Setting a new path for cooperation with India, U.S. Secretary of State Hillary Rodham Clinton said Monday the two nations agreed on ways to expand U.S. defense and civilian nuclear sales, while acknowledging "different perspectives" on other issues such as climate change.
Clinton also said that U.S. officials "firmly believe" that al-Qaida leaders who planned and carried out the terrorist attacks of Sept. 11, 2001, are hiding in Pakistan near its border with Afghanistan.
At a news conference concluding three days of meetings, Clinton said Washington has told the Pakistani government what it believes about the location of al-Qaida leaders on its soil.
"With respect to the location of those who were part of the planning and execution of the attack of 9/11 against our country, we firmly believe that a significant number of them are in the border area of Pakistan," she said when asked about the U.S. view.
The Pakistani government denies that al-Qaida leader Osama bin Laden and his senior lieutenants are hiding on its territory.
'Broaden and deepen' ties
Clinton and Indian Foreign Minister S.M. Krishna, in a joint appearance following a day of high-level talks, pledged that future U.S.-Indian discussions would encompass a much wider scope of issues to include energy security, education, agriculture reform and counterterrorism. Clinton said it would be a "forum for action," not just talk among government leaders and bureaucrats.
"We will work not just to maintain our good relationship, but to broaden and deepen it," she told the evening news conference. "And to that end our governments have agreed to a strategic dialogue," Clinton said. She said that would include not just government officials but also business leaders, scientists, social activists, academics, leaders of charitable foundations, educators and entrepreneurs.
Krishna said the two reaffirmed a commitment to "resist the threat from the scourge of terrorism."
The expressions of goodwill on both sides stand in contrast to sharp differences on carbon emissions and whether India should be part of an international agreement setting legally binding limits on its emissions. An Indian official told Clinton in blunt terms Sunday that India won't accept such limits — a stance that jeopardizes Obama administration efforts to get a meaningful climate change accord.
At her news conference with Krishna, Clinton alluded to those divisions.
"Each of our countries, as you would expect, has different perspectives about the problems we face and how we will solve them," she said. "But as the oldest democracy and the largest democracy in the world we believe we can work through these differences in our perspectives and focus on shared objectives and concrete results."
Clinton said her talks Monday finalized two agreements. One is an Indian designation of two sites on which U.S. companies would have exclusive rights to sell civilian nuclear power reactors. That could be worth an estimated $10 billion in U.S. sales. The other deal is designed to allow the U.S. to ensure that technology in sensitive American defense items purchased by India are not transferred to third countries.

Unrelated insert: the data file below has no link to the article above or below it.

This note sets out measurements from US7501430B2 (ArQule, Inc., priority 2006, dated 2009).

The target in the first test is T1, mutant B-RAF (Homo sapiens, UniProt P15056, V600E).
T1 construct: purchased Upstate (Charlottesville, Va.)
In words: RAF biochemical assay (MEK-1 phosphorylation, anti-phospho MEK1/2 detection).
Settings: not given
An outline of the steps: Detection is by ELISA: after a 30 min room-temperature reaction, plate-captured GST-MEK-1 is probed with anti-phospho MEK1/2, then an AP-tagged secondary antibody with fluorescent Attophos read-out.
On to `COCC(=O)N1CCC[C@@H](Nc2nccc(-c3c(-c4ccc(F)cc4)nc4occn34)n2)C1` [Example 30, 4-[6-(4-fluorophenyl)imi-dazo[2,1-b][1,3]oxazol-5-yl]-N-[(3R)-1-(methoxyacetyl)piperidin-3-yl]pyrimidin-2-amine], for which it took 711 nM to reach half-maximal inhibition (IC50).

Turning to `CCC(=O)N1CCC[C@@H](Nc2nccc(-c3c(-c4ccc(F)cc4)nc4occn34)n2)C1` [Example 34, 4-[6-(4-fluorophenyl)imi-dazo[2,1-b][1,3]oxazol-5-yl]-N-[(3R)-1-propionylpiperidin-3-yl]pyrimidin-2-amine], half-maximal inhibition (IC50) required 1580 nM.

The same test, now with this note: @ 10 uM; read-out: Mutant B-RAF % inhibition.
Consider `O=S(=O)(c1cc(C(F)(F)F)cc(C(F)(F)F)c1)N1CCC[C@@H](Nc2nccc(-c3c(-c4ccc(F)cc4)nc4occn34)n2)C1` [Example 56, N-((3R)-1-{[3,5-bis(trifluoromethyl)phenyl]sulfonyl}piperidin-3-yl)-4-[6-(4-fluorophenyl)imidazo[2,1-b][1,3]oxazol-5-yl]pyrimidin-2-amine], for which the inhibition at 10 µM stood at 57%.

"We want to broaden and deepen our strategic understanding" and find more common ground with India, Clinton told an audience of several hundred students and faculty members at Delhi University earlier Monday.
Earlier carbon clash
Her trip has not gone strictly according to script: she and an Indian official had a blunt exchange on the U.S. push for India accept binding limits on carbon emissions.
Even as Clinton expressed optimism about an eventual climate change deal to India's benefit, its minister of environment and forests, Jairam Ramesh, told her: "There is simply no case for the pressure that we — who have among the lowest emissions per capita — face to actually reduce emissions."
"And as if this pressure was not enough, we also face the threat of carbon tariffs on our exports to countries such as yours," he added.
U.S. officials had expected the discussions to focus more on cooperation in related areas of energy efficiency, green buildings and clean-burning fuels.
Clinton said that Ramesh had presented a "fair argument." But she also said that India's case "loses force" because the fast-growing country's absolute level of carbon emissions — as opposed to the per capita amount — is "going up, and dramatically."
Later, at an agricultural research site in a farm field outside the capital, Clinton told reporters she is optimistic about getting a climate change deal that will satisfy India.
"This is part of a negotiation," she said. "It's part of a give-and-take and it's multilateral, which makes it even more complex. But until proven otherwise, I'm going to continue to speak out in favor of every country doing its part to deal with the challenge of global climate change."
Clinton also met Monday with Prime Minister Manmohan Singh to discuss forging a more productive partnership between two countries still struggling to overcome profound distrust rooted in Cold War rivalries. The Obama administration regards India as an emerging world power and a key to turning the tide against violent Islamic extremism.
In her session with Singh, Clinton presented an Obama invitation for a state visit Nov. 24 and the prime minister accepted, Clinton aides said.
Clinton, on her fourth visit to India and her first as secretary of state, used her appearance at Delhi University to stress the importance of stepping beyond formal diplomacy to encourage U.S.-India contacts on other levels, including academic and business.
"We have to get to the real meat of the matter, and our cooperation will do that for us," she told her university audience.
On Wednesday Clinton was flying to Thailand for talks with senior government officials and to attend an international conference later in the week.